A major retail development on the outskirts of Chorley has been given final approval after councillors voted to support the scheme.
But one member said he feared a “catastrophic” impact on the town centre’s existing shops.
The plan for an outlet-style shopping village on land close to Botany Bay was passed by the council’s development control committee last month. The size of the scheme meant it also had to be given the green light by the government - which offered no objection.
However, at the final hurdle for the development - a vote at a meeting of the full council - deputy leader of the Conservative opposition group, Martin Boardman, painted a bleak picture of the future for shopping streets in the heart of the town.
“I am deeply concerned that [although] it might not have an immediate effect on our town centre, when shopping habits change - and they do - I fear the long-term impact could be catastrophic,” he said.
“I would prefer to see this application rejected as it stands and resubmitted, possibly with half the retail capacity.”
Cllr Boardman, who said he was speaking on his own behalf and not that of his group, also expressed concern that conditions attached to the planning permission - dictating the type of shops which would be permitted - could be whittled away.
But cabinet member Peter Walmsley said that “stringent” conditions - restricting retailers only to opening stores associated with the discounted ‘designer outlet’ format - would be enforced. And he rejected Cllr Boardman’s request for a rethink.
“The kinds of shops that [will come] are the kind we don’t currently have in Chorley town centre - and so should have a minimal impact,” Cllr Walmsley said.
“This is the sort of thing that will also bring people in from outside Chorley - and there will be a bus service linking the town centre with the outlet village.”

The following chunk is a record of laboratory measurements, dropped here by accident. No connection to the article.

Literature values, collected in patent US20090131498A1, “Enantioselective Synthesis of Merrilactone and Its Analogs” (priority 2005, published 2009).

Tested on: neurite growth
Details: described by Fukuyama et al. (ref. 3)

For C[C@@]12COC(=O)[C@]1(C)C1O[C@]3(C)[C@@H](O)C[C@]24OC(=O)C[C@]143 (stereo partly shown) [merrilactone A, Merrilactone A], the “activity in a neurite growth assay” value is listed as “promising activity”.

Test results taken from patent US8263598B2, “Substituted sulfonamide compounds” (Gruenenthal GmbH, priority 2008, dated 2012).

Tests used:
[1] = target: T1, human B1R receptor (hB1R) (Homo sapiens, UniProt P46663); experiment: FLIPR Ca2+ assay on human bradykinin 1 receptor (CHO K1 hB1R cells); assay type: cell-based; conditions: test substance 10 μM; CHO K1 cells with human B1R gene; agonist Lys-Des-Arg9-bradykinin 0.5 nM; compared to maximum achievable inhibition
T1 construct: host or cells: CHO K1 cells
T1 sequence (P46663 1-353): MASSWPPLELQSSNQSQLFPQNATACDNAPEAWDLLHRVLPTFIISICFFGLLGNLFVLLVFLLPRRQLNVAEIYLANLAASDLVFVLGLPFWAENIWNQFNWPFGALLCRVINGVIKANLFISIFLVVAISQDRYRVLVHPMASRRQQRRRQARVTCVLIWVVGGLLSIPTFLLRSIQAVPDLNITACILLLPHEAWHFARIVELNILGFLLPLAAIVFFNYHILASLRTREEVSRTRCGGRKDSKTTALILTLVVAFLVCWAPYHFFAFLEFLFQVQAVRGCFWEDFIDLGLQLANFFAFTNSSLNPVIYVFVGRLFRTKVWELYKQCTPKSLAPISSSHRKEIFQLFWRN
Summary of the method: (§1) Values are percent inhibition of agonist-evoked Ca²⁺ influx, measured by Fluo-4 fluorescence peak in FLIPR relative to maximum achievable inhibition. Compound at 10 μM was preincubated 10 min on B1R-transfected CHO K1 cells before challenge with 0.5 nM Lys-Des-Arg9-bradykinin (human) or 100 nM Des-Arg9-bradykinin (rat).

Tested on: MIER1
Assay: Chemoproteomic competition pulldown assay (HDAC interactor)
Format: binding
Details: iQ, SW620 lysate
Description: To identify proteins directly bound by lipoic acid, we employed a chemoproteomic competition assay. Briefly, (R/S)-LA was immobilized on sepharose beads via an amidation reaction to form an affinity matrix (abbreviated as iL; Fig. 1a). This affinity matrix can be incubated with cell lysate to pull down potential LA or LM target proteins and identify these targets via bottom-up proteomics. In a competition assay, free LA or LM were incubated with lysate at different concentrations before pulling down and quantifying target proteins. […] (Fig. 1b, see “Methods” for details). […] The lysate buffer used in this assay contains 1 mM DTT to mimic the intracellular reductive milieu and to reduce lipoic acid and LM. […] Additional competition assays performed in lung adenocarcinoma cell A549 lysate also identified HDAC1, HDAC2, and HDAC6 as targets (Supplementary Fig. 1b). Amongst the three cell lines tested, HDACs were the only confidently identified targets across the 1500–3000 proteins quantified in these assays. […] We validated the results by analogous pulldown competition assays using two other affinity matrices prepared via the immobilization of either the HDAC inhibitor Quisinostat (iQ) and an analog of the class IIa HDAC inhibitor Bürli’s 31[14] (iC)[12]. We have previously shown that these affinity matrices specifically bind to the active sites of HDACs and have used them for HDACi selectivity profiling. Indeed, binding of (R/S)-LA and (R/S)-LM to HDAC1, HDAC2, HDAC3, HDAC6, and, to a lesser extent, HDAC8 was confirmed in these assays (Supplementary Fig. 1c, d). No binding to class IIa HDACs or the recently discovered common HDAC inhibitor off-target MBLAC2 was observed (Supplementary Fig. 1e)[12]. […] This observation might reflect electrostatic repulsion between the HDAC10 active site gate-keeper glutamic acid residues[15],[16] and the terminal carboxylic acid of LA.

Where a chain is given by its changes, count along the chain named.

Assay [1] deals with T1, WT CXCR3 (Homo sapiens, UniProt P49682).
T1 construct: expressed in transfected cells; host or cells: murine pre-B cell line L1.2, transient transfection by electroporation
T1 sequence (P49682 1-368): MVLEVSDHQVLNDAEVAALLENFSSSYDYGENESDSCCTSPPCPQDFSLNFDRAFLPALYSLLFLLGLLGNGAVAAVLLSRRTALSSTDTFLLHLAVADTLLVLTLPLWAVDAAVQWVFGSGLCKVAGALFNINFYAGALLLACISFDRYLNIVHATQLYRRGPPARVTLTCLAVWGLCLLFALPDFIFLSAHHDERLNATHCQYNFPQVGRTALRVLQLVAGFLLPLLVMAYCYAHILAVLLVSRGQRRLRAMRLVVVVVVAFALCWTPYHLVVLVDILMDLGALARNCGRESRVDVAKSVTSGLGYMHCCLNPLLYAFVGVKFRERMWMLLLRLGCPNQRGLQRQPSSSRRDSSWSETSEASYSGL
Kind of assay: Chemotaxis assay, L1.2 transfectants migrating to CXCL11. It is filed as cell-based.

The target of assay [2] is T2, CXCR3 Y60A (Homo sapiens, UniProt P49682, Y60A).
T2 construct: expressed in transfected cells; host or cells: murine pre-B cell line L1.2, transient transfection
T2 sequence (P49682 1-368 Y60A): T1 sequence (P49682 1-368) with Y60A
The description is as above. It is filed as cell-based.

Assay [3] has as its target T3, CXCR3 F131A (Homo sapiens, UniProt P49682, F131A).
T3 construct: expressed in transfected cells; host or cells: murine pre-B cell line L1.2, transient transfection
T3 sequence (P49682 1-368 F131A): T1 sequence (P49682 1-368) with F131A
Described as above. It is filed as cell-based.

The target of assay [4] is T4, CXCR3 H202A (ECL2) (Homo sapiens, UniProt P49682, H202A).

Cllr Walmsley also warned that a smaller shopping development - even if the applicant were interested in pursuing it - risked proving the end of the road for a series of highway upgrades which have already been pledged by the developer.
The improvements are designed to ease the effects of increased traffic from the outlet village as well as an associated housing and office development in the vicinity. More than 280 homes were granted planning permission last month.
A retail impact assessment conducted on behalf of the council concluded that recent changes to the project extending the Market Walk shopping centre in Chorley - and the recommitment of Marks and Spencer to the scheme - meant it was “difficult to argue that the [outlet] will have a significantly adverse impact on investment in the town centre”.
However, the report cautioned that the planned cinema and restaurants within the new Market Walk meant that it was “important to ensure that Botany Bay does not become a competing leisure destination. Overall, retail issues are finely balanced,” it noted.
In the final vote, Cllr Boardman abstained, along with two other members. Cllr Mark Perks voted against.